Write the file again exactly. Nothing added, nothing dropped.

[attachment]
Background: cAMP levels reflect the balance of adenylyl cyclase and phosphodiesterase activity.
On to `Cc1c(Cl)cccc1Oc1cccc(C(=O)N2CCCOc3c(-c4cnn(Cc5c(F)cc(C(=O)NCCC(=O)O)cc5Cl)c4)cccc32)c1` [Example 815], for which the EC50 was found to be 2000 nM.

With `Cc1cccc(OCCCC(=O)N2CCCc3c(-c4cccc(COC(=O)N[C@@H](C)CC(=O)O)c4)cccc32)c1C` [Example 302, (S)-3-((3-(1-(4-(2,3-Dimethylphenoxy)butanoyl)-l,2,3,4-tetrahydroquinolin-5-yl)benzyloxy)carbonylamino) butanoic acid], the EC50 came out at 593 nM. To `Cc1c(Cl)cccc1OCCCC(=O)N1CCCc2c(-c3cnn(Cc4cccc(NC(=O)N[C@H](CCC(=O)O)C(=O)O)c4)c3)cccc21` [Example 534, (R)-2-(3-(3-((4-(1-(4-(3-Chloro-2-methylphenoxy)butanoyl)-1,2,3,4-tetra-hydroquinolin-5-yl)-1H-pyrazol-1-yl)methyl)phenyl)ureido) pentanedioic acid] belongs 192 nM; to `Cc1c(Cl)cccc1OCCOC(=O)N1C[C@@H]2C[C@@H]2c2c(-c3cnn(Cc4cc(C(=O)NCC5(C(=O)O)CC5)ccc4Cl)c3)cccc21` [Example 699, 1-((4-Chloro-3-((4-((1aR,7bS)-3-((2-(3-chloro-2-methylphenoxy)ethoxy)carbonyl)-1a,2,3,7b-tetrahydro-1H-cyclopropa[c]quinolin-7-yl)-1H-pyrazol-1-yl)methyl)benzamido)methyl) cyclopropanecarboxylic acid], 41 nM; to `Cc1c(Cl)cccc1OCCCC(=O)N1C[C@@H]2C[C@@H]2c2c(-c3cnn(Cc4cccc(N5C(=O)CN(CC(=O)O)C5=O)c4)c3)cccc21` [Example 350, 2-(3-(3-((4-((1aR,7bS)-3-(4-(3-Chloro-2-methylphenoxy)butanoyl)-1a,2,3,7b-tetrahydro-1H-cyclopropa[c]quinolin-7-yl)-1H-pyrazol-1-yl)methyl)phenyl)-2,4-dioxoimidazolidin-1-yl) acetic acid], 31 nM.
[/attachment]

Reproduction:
Background: cAMP levels reflect the balance of adenylyl cyclase and phosphodiesterase activity.
On to `Cc1c(Cl)cccc1Oc1cccc(C(=O)N2CCCOc3c(-c4cnn(Cc5c(F)cc(C(=O)NCCC(=O)O)cc5Cl)c4)cccc32)c1` [Example 815], for which the EC50 was found to be 2000 nM.

With `Cc1cccc(OCCCC(=O)N2CCCc3c(-c4cccc(COC(=O)N[C@@H](C)CC(=O)O)c4)cccc32)c1C` [Example 302, (S)-3-((3-(1-(4-(2,3-Dimethylphenoxy)butanoyl)-l,2,3,4-tetrahydroquinolin-5-yl)benzyloxy)carbonylamino) butanoic acid], the EC50 came out at 593 nM. To `Cc1c(Cl)cccc1OCCCC(=O)N1CCCc2c(-c3cnn(Cc4cccc(NC(=O)N[C@H](CCC(=O)O)C(=O)O)c4)c3)cccc21` [Example 534, (R)-2-(3-(3-((4-(1-(4-(3-Chloro-2-methylphenoxy)butanoyl)-1,2,3,4-tetra-hydroquinolin-5-yl)-1H-pyrazol-1-yl)methyl)phenyl)ureido) pentanedioic acid] belongs 192 nM; to `Cc1c(Cl)cccc1OCCOC(=O)N1C[C@@H]2C[C@@H]2c2c(-c3cnn(Cc4cc(C(=O)NCC5(C(=O)O)CC5)ccc4Cl)c3)cccc21` [Example 699, 1-((4-Chloro-3-((4-((1aR,7bS)-3-((2-(3-chloro-2-methylphenoxy)ethoxy)carbonyl)-1a,2,3,7b-tetrahydro-1H-cyclopropa[c]quinolin-7-yl)-1H-pyrazol-1-yl)methyl)benzamido)methyl) cyclopropanecarboxylic acid], 41 nM; to `Cc1c(Cl)cccc1OCCCC(=O)N1C[C@@H]2C[C@@H]2c2c(-c3cnn(Cc4cccc(N5C(=O)CN(CC(=O)O)C5=O)c4)c3)cccc21` [Example 350, 2-(3-(3-((4-((1aR,7bS)-3-(4-(3-Chloro-2-methylphenoxy)butanoyl)-1a,2,3,7b-tetrahydro-1H-cyclopropa[c]quinolin-7-yl)-1H-pyrazol-1-yl)methyl)phenyl)-2,4-dioxoimidazolidin-1-yl) acetic acid], 31 nM.